Alright, so my thoughts on this problem were to ignore the large copper wire loop like it said, and I drew a Ampere loop inside the smaller circle. On the left side of Ampere's law is B*2pir.
On the right hand side, Ienc= to the integral of Jda, but J is claimed to be the same so I can take that out of the integral, and then I just have the integral of da.

Now, I set up the integration to go from the middle of the small loop, which is B, to my Ampere Loop, which is R, to get a current enclosed of Jpi(r-b)^2 and I set that equal to the other side. But I am not getting the right answer which my textbook says it is B=0.5(mu_0)J(b-r). I am not really concerned with the direction at this point, more on where am I messing up in my thinking of Ampere's Law and why am I not getting to this same answer? Any help or suggestions is greatly appreciated!
For the small wire, the path for your integral should be a circle centered on the axis of the small wire.
 
  • #3
Hello, thank you. I am still a little confused because wouldn't my circle be entirely inside the small wire? The initial circle that is in the picture is what I did for the first part.I set up the right side of the equation by μ_0∫J2πrdr by taking integration limits from b to r, and then divided by 2πr, but I am not getting the answer of 1/2μ_0*J(b-r). Am I missing something?
Thank you!
 
  • #4
kbarry2295 said:
Hello, thank you. I am still a little confused because wouldn't my circle be entirely inside the small wire?
Yes. They might not have asked this very clearly, but ... They ask for the magnetic field at a point on the x-axis with r between b and b+a. r is the distance from the z-axis. That puts you at a point on the x-axis anywhere from the center of the hollow region (small wire) to its right hand edge.

Much like using Gauss's Law for E-field, Ampere's Law is only useful for computing the B-field when taking advantage of the symmetry of the situation. You need to integrate over a path on which the magnitude of the B-field is constant as well as being suitably oriented to the path.

The initial circle that is in the picture is what I did for the first part.I set up the right side of the equation by μ_0∫J2πrdr by taking integration limits from b to r, and then divided by 2πr, but I am not getting the answer of 1/2μ_0*J(b-r). Am I missing something?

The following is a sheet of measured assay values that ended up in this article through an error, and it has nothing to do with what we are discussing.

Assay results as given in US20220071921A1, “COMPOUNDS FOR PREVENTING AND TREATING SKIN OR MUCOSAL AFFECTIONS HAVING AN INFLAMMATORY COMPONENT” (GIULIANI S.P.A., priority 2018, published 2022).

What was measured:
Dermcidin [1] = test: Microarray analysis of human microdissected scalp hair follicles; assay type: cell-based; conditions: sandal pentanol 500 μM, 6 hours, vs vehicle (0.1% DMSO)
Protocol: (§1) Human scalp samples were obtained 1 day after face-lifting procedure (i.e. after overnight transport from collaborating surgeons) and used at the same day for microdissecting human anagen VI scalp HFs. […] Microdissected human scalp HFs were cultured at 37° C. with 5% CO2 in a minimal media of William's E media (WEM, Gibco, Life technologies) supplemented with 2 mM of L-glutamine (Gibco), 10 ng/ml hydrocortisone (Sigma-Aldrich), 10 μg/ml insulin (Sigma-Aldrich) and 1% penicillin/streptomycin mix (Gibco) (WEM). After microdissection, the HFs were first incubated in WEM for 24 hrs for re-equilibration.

Thank you!
 
  • #5
Thanks!
 

Related to Problem involving Ampere's Law and Understanding

1. What is Ampere's Law and how does it relate to understanding problems?

Ampere's Law is a fundamental law of electromagnetism that relates the magnetic field created by an electric current to the current itself. It is often used to understand and solve problems involving the magnetic field around a current-carrying wire or a loop of wire.

2. How do I apply Ampere's Law to a problem?

To apply Ampere's Law, you must first identify the closed loop over which the integral of the magnetic field will be calculated. Then, you must determine the current enclosed by this loop. Finally, you can use the equation B x dl = μ0I to calculate the magnetic field at any point along the loop.

3. Can Ampere's Law be used to calculate the magnetic field inside a current-carrying wire?

No, Ampere's Law can only be used to calculate the magnetic field outside of a current-carrying wire or loop. Inside the wire, the magnetic field is not constant and varies with distance from the center of the wire.

4. What is the significance of the constant μ0 in Ampere's Law?

μ0, also known as the permeability of free space, is a constant that relates the magnetic field to the electric current. It has a value of approximately 4π x 10^-7 N/A^2 and is essential in determining the strength of the magnetic field in Ampere's Law.

5. How does Ampere's Law differ from Gauss's Law?

Ampere's Law and Gauss's Law are both fundamental laws of electromagnetism, but they are used to understand different aspects of the electromagnetic field. Ampere's Law relates the magnetic field to the current, while Gauss's Law relates the electric field to the charge. Additionally, Ampere's Law is used to calculate the magnetic field around a current-carrying wire, while Gauss's Law is used to calculate the electric field around a charged object.